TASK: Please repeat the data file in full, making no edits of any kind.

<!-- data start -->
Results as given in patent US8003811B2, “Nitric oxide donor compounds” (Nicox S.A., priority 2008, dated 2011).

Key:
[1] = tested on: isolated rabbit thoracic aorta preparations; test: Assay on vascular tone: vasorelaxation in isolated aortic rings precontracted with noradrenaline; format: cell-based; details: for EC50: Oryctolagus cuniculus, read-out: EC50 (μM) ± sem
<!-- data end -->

Results as given in patent US8003811B2, “Nitric oxide donor compounds” (Nicox S.A., priority 2008, dated 2011).

Key:
[1] = tested on: isolated rabbit thoracic aorta preparations; test: Assay on vascular tone: vasorelaxation in isolated aortic rings precontracted with noradrenaline; format: cell-based; details: for EC50: Oryctolagus cuniculus, read-out: EC50 (μM) ± sem